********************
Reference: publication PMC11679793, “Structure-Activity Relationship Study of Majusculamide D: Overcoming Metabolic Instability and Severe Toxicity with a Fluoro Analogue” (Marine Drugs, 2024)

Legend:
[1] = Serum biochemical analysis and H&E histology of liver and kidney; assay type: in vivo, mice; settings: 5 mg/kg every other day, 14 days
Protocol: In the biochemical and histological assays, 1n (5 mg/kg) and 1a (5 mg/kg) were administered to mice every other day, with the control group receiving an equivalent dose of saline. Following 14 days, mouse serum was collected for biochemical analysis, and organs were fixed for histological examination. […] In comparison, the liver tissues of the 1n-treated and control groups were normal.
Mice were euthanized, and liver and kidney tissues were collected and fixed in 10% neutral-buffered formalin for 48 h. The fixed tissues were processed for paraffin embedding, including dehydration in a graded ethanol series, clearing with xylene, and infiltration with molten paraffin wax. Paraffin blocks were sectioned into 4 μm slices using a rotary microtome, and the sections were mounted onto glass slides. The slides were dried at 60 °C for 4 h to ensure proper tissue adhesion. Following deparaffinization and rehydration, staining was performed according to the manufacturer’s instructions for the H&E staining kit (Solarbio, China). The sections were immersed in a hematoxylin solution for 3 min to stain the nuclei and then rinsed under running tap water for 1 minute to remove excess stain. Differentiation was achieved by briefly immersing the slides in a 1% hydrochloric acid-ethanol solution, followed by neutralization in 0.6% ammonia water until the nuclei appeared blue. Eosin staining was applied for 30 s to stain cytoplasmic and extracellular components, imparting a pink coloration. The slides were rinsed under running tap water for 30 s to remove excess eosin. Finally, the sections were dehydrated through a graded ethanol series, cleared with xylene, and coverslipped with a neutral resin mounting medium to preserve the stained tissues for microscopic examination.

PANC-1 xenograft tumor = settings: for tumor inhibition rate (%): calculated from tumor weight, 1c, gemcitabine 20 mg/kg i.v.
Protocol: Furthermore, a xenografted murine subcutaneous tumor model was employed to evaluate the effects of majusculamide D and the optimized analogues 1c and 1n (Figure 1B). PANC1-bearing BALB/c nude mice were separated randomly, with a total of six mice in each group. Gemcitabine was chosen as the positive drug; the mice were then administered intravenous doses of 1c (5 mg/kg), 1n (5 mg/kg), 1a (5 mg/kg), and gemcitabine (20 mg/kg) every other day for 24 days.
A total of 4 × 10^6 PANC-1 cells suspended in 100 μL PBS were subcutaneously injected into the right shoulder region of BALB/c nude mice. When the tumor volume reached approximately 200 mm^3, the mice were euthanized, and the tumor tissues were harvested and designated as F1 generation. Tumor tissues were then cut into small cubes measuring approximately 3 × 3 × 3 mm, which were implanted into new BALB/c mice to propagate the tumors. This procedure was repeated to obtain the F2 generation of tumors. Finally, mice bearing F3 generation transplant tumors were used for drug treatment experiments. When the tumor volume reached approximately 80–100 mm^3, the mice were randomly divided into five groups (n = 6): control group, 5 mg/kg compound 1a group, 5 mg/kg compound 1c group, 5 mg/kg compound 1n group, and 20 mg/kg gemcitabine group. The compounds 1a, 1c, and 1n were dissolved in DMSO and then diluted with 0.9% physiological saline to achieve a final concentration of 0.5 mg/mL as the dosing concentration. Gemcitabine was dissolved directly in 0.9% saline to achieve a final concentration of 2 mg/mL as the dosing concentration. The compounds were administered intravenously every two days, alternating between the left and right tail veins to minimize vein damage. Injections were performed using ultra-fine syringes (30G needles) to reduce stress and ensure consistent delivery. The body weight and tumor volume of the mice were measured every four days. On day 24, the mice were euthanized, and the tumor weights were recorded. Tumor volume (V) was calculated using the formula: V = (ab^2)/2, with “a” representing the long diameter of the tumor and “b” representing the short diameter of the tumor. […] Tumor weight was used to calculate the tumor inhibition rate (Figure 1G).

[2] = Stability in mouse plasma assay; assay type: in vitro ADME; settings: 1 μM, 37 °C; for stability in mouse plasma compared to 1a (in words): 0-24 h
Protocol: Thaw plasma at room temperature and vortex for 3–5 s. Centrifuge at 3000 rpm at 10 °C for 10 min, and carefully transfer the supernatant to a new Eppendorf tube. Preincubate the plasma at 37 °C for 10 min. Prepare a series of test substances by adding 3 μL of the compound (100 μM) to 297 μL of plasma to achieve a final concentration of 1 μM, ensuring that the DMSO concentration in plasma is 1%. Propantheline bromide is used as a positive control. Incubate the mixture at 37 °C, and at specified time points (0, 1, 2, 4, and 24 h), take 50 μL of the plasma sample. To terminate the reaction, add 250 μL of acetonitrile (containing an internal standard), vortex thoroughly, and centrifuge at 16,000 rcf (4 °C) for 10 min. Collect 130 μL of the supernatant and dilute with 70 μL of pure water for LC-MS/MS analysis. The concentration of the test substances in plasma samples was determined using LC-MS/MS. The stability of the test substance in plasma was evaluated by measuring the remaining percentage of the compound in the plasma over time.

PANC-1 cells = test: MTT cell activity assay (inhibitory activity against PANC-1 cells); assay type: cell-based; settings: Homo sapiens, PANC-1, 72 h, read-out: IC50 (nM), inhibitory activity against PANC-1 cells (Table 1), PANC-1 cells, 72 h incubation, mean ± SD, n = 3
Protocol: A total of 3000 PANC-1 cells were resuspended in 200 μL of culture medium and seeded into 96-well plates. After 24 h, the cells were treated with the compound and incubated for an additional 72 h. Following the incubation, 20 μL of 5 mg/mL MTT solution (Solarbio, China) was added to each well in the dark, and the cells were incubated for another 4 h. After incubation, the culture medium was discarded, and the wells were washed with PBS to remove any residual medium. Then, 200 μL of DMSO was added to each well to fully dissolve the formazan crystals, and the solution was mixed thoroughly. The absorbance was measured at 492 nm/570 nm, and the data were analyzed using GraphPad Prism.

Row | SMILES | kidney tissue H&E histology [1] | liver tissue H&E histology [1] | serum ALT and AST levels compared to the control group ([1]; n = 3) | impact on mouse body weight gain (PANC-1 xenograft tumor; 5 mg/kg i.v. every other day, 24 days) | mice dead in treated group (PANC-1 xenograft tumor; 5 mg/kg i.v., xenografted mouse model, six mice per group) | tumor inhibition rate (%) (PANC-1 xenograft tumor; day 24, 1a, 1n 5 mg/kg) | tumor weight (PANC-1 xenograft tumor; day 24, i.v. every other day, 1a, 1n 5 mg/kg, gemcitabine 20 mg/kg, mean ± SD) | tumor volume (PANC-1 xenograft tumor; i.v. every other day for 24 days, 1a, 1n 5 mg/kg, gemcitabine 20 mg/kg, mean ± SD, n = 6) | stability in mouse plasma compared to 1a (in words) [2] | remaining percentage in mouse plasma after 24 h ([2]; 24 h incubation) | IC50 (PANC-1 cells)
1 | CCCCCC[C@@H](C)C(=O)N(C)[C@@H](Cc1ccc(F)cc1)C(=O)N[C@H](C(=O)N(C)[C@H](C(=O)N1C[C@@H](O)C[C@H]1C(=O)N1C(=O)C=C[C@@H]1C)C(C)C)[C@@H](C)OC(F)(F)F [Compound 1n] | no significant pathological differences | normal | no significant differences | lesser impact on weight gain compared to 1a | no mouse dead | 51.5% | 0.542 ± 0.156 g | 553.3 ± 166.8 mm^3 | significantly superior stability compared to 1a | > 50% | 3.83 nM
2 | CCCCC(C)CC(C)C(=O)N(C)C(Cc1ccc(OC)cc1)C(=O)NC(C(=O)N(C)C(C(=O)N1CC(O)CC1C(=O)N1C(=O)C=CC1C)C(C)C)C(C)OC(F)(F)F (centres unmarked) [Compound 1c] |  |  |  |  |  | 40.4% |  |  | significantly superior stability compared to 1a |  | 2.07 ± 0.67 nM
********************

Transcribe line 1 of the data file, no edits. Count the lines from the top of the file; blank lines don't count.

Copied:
Reference: publication PMC11679793, “Structure-Activity Relationship Study of Majusculamide D: Overcoming Metabolic Instability and Severe Toxicity with a Fluoro Analogue” (Marine Drugs, 2024)